America This is Quite Serious: Obama’s America

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Humility and steeliness. Love. Hope. Optimism. Vigor and strength. This is what our politics should be. America this is quite serious. Listen:

Read more in our election year series “America This is Quite Serious.”

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What We’re Reading – August 2016

The Fire This Time

The Fire This Time edited by Jesmyn Ward: “National Book Award–winner Jesmyn Ward takes James Baldwin’s 1963 examination of race in America, The Fire Next Time, as a jumping off point for this groundbreaking collection of essays and poems about race from the most important voices of her generation and our time.”

The Field of the Cloth of Gold

The Field of the Cloth of Gold by Magnus Mills: “Magnus Mills’s new novel takes its name from the site of a 1520 meeting between Henry VIII and Francis I of France, to improve relations between the countries as the Treaty of London deteriorated. It allegorically suggests a number of historical encounters on British soil: the coming of the Vikings, the coming of the Romans. But The Field of the Cloth of Gold sits firmly outside of time, a skillful and surreal fable dealing with ideas of ownership, empire, immigration, charisma, diplomacy, and bureaucracy.”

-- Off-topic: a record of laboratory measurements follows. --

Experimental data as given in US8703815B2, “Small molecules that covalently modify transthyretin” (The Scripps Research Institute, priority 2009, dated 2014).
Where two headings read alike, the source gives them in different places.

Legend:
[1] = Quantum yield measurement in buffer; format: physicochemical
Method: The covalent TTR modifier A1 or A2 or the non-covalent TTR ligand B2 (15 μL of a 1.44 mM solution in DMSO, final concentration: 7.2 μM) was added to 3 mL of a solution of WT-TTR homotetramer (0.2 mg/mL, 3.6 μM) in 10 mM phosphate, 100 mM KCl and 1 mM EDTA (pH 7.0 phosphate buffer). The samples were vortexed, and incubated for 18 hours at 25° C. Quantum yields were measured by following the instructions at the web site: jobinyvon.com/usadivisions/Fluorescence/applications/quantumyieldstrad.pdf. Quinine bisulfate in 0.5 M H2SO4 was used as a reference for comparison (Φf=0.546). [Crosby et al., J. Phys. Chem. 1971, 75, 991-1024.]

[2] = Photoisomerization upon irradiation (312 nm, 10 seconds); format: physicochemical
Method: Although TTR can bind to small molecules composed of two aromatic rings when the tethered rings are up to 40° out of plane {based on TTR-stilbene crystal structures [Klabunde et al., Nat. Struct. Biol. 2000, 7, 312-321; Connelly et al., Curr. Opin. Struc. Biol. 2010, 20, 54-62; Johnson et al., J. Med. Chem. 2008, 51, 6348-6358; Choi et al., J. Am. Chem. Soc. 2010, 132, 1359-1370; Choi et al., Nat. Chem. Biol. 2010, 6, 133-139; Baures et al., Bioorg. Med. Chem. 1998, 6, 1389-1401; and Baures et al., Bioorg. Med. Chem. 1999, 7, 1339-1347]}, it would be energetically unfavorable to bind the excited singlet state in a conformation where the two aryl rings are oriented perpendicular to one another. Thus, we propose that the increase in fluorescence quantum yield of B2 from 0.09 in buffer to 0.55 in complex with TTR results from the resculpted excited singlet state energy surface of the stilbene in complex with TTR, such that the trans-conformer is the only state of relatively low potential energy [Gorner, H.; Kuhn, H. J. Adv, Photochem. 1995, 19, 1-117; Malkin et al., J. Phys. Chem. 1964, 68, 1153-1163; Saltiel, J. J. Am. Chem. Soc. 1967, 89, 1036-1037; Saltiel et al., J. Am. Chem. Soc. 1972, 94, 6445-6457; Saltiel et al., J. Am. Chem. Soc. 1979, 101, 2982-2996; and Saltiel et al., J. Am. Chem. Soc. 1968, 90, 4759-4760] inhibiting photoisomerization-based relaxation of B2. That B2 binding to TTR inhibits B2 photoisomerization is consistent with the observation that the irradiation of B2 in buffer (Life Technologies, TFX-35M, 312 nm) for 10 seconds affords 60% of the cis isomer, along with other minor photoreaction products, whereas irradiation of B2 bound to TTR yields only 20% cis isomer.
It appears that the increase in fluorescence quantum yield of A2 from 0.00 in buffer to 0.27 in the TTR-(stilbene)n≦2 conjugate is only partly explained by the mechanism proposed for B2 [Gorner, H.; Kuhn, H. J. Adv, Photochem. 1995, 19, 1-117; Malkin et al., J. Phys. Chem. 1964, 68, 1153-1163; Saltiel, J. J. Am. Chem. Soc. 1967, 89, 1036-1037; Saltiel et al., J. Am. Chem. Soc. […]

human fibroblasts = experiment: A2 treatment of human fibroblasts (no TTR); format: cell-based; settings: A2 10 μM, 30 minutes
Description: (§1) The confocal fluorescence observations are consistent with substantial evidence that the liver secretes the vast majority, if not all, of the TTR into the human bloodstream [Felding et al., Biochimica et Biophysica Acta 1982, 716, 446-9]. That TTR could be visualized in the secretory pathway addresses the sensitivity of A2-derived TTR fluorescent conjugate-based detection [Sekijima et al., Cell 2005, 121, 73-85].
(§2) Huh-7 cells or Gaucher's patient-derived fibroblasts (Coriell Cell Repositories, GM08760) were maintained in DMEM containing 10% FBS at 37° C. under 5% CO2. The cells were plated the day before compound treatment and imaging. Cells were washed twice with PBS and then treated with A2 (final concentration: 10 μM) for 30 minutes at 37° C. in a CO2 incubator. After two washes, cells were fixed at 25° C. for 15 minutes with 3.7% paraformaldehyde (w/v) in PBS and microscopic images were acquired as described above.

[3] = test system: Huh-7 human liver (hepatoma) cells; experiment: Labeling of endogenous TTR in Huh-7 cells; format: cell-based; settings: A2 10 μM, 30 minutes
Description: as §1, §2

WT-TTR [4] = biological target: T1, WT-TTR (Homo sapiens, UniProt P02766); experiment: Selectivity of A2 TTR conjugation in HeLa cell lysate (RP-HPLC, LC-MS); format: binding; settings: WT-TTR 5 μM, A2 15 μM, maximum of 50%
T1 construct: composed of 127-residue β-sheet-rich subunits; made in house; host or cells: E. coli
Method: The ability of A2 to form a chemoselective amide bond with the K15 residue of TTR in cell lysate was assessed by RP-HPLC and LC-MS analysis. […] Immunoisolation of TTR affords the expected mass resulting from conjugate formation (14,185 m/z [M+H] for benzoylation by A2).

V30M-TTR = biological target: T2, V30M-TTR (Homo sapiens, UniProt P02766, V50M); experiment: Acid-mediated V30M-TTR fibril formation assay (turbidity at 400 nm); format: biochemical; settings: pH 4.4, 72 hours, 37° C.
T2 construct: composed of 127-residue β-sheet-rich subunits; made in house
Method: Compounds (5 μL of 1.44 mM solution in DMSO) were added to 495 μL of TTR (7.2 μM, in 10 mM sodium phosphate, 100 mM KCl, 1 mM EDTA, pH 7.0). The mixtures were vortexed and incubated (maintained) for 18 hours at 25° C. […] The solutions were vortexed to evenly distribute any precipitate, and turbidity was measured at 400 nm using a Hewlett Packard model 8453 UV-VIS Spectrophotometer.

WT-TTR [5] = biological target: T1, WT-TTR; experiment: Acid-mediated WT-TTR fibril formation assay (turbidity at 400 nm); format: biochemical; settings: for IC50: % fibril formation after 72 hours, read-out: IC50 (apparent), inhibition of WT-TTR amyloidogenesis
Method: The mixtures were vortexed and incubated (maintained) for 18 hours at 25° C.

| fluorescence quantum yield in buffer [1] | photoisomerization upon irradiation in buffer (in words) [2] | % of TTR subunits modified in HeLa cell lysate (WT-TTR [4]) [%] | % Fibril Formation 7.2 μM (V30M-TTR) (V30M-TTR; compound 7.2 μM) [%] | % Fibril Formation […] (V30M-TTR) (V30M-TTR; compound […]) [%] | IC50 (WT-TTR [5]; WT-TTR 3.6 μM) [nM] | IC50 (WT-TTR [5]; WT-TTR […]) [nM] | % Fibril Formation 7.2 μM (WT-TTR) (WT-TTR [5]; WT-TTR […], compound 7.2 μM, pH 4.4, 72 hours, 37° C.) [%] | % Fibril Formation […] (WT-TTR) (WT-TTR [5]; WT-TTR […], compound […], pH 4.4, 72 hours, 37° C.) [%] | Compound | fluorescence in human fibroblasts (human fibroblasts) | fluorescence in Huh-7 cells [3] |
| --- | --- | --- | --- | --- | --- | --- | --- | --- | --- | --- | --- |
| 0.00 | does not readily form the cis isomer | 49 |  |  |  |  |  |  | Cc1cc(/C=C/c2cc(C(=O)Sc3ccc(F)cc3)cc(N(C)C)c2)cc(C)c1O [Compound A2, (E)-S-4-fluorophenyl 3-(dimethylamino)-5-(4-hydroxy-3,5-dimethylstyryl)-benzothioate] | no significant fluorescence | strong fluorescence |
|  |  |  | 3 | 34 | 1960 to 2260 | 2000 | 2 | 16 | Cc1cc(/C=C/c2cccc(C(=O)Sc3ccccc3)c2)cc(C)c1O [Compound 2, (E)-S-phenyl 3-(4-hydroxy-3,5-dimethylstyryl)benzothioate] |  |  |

How I Became a North Korean by Krys Lee: “Yongju is an accomplished student from one of North Korea’s most prominent families. Jangmi, on the other hand, has had to fend for herself since childhood, most recently by smuggling goods across the border. Then there is Danny, a Chinese-American teenager whose quirks and precocious intelligence have long made him an outcast in his California high school. These three disparate lives converge when they flee their homes, finding themselves in a small Chinese town just across the river from North Korea.”